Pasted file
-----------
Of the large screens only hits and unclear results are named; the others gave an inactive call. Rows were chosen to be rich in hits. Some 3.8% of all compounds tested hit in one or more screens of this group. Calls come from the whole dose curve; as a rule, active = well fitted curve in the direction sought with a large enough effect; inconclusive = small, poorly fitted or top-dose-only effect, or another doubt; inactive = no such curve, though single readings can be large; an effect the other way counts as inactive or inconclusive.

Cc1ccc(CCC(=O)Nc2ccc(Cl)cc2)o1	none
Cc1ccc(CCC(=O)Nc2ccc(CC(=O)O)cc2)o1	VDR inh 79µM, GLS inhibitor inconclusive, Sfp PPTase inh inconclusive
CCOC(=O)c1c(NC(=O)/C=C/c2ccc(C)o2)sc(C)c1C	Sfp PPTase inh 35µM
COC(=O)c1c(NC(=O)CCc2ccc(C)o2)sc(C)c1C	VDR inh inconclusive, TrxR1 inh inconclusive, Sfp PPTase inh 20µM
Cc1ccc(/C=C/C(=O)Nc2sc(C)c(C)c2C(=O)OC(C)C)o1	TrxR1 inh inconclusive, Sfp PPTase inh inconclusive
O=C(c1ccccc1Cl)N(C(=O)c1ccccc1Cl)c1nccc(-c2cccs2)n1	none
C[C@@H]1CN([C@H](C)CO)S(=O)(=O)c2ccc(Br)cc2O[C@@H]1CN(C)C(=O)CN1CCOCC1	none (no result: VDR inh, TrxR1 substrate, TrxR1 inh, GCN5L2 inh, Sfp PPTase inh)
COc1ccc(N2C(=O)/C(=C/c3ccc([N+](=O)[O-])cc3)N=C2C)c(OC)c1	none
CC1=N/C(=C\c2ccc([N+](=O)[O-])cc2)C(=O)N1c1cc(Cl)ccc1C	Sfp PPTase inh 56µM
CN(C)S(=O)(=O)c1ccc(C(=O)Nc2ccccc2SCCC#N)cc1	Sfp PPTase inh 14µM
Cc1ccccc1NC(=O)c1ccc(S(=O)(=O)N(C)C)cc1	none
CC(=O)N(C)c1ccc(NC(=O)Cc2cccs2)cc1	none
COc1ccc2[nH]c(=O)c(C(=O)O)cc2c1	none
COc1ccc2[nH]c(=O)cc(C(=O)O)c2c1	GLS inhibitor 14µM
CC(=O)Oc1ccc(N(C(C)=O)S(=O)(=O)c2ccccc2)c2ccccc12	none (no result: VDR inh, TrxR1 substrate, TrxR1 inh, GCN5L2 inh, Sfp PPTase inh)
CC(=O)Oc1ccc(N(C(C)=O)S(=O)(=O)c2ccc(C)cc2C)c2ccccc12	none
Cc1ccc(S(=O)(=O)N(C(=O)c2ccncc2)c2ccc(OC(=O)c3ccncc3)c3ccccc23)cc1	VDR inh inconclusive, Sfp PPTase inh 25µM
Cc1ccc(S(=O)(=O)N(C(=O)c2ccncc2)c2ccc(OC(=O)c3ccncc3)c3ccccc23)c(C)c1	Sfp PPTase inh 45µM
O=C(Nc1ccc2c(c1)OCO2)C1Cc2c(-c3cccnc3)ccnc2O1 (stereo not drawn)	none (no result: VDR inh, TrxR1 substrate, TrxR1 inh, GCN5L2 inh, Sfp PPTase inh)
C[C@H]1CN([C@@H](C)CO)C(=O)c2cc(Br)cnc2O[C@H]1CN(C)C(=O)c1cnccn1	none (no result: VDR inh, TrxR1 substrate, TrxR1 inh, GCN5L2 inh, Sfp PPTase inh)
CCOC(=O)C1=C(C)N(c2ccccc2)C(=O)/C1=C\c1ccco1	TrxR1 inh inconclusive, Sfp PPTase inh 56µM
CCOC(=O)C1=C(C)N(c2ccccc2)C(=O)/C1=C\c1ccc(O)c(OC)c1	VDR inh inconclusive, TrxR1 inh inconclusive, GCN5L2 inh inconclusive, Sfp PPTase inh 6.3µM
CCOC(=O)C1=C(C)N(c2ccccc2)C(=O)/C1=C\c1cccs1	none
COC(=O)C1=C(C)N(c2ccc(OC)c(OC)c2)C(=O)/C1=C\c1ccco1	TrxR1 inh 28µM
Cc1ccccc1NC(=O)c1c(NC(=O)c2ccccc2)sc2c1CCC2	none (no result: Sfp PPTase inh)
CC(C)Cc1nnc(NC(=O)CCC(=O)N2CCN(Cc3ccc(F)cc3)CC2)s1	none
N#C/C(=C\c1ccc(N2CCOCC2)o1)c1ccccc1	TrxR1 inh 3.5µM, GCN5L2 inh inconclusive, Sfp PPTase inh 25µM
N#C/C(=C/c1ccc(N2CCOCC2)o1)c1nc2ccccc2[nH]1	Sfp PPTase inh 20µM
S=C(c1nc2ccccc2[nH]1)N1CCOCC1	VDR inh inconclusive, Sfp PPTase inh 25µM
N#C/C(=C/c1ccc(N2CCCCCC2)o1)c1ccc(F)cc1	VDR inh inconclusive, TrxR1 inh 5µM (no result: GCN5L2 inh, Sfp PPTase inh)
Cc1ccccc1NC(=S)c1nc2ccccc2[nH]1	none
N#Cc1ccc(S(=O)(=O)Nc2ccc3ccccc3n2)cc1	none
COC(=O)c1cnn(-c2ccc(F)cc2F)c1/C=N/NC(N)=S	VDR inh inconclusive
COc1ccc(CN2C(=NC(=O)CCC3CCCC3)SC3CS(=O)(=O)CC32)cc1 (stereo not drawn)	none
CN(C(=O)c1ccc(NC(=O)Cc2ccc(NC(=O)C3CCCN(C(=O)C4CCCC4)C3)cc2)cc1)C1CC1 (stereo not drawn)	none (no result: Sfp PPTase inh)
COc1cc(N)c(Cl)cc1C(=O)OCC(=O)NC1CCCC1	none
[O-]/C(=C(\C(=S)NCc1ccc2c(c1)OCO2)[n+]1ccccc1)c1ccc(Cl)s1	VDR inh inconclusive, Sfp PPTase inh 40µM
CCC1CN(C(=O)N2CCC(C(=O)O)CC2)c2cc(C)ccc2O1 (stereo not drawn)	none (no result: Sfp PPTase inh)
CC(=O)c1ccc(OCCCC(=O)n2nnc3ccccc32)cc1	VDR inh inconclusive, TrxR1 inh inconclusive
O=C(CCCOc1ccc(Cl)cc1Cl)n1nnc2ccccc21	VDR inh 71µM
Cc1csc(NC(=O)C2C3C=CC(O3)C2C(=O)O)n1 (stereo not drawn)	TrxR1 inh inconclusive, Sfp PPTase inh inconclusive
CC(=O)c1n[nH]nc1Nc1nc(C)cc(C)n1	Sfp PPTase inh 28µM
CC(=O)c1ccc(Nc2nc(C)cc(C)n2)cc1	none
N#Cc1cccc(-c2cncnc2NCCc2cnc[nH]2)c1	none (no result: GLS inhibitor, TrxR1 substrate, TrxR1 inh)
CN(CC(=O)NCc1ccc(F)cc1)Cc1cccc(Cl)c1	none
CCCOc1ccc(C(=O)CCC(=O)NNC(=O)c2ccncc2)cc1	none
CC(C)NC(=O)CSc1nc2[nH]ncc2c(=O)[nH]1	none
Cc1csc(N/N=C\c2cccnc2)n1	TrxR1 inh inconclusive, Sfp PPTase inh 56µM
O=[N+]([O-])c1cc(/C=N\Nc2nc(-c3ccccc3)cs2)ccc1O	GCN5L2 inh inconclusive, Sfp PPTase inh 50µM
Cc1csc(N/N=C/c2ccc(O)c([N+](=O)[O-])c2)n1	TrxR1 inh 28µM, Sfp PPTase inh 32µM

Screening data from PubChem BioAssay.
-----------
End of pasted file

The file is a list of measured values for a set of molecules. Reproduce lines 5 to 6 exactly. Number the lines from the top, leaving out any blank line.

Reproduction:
COC(=O)c1c(NC(=O)CCc2ccc(C)o2)sc(C)c1C	VDR inh inconclusive, TrxR1 inh inconclusive, Sfp PPTase inh 20µM
Cc1ccc(/C=C/C(=O)Nc2sc(C)c(C)c2C(=O)OC(C)C)o1	TrxR1 inh inconclusive, Sfp PPTase inh inconclusive